IRL becomes Global - Tweetups will become Meetups
More Details From the Article: The Convergence of Social Media and ECM
IRL becomes Global - Tweetups will become Meetups
The ability for people to connect via Social Media tools, like Twitter, is global by the very nature of the internet. However, people have taken it the next step and have gone on to meet up in person. To meet In Real Life (IRL) in order to continue the conversation. Twitter users have given a name to these IRL encounters – they call them Tweetups. I think companies can go to the next step to what I’m calling Meetups. Ostensibly IRL events are about content sharing – not content access.
However, the creation of the IRL events and activities can be designed and focused to a group of people (a target audience, if you prefer) by using the content that companies already have in their repositories. Of course, Meetups have been happening for years in the form of user groups, trade shows, etc. Social Media combined with content stored in ECM systems can help make them better.
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Companies can do more of this by fostering customer and partner advisory panels and by sponsoring social events as well as charity events and fundraisers. A Meetup will typically revolve around similar interests. They will happen whether a company organizes them or if a motivated individual starts something on their own. For example, I organize (or at least try to organize) a group of about 150 business development and alliance management professionals. Ostensibly, each of the members is involved in working with Microsoft – the only caveat is that they cannot work for Microsoft. Microsoft does not organize these Meetups, but the majority of the members work in the Microsoft partner ecosystem and spend the majority of their business efforts working with Microsoft. To the extent possible smart companies will want to Meetups to happen.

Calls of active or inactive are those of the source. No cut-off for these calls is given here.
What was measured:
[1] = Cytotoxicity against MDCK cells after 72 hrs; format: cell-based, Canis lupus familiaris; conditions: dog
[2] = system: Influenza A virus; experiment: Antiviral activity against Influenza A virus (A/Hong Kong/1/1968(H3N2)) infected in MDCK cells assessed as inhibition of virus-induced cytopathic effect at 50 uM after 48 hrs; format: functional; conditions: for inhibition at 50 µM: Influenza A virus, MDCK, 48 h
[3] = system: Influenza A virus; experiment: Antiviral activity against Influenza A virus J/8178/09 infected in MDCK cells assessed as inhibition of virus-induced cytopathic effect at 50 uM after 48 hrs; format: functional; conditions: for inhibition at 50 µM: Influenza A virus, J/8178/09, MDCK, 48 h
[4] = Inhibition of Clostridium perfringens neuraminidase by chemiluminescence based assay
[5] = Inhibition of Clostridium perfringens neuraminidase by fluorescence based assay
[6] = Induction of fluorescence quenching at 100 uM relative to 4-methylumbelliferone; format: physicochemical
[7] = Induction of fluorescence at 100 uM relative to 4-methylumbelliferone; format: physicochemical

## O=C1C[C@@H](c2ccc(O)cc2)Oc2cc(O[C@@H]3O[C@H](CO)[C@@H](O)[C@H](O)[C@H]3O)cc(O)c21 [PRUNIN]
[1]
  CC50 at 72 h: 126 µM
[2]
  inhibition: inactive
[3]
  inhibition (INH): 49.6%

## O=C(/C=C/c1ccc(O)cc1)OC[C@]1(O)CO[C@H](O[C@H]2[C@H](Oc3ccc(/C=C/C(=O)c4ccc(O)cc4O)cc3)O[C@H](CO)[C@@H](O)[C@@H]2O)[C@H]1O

IRL might seem like a bit of a stretch for a tying into Content Management, but I do think IRL events and activities can be designed and focused to the right group of people (target audience, if you prefer) by using the content that companies already have in their repositories.
Maybe a few examples can illustrate this a bit more:
Supporting the Community IRL
- Life is Good – The clothing and lifestyle company sponsors Festivals. I attended one in Boston. It was great.
- Did they sell anything that day? Sure. They had a stand, but that was not the intention of the event.
- Did they collect data for drawings and other giveaway? Sure. People provided their information freely so that they could be informed of the next event. They were having a great time.
- Did they foster a LOT of GOOD WILL? Absolutely.
- Will I buy more Life is Good stuff? Absolutely. I’m wearing one of their shirts now – The Van Gogh shirt.
- Airport Tweetups – How do you pass the time while waiting at the airport?
- Boarding_ - has set their Twitter alias to be an electronic gathering spot. Send you airport code to Boarding_to see who else is at the same airport at the same time. Time will tell if this catches on – not just for airports, but train stations, sporting events, and anywhere else people might be gathering.
- Meeting in real life is not for everyone, but there will always be people wanting to meet in person with others. If you have even been stuck in an airport this is a chance to make a connection and pass the time with a fellow Twitter user.
- Making a Difference
- Raising money to help people in need – David Armano leveraged the power of Twitter to raise over $12,000 over a 24 hour span to help someone in need. This was another example of a somewhat random group of Twitter users that came together to make a difference. In this case there was a minimum of IRL engagement and a lot of online sharing, retweeting, and caring enough about a family in need to make a huge difference in their lives.
- Will we see more of this? I hope so.
- Read the Neighbors + Neighborhoods story
- KEY POINT - This story is NOT about content or collecting data. It’s about using a tool, in this case Twitter, in real time and to affect some In Real Life.
Meeting people face to face is part of the human experience. It’s a logical extension of the online experience that at some point there will be a group people that want to meet In-Real-Life (IRL). The use of Social Media technologies makes it easy to find interested parties. The use of Enterprise Content Management technologies makes it easy to identify interested parties. The convergence of the two makes it possible to build an online and an IRL community.
Are Real Life interactions and experiences really part of Social Media? Will you make the time to Meetup or Tweetup? Why or Why Not?
Your comments and feedback are greatly appreciated. Please feel free to comment on this blog, tweet about it, Retweet it and if you are so inclined send me e-mail directly. You can also find me on Facebook and LinkedIn too.
About The Author:
I have spent the better part of the last 16 years working in various aspects of the ECM space. I spent time at Kofax, Microsoft, FileNet, K2, and most recently Captaris (which was acquired by Open Text in Nov 2008). Prior to that I was a Unix VAR running my own company.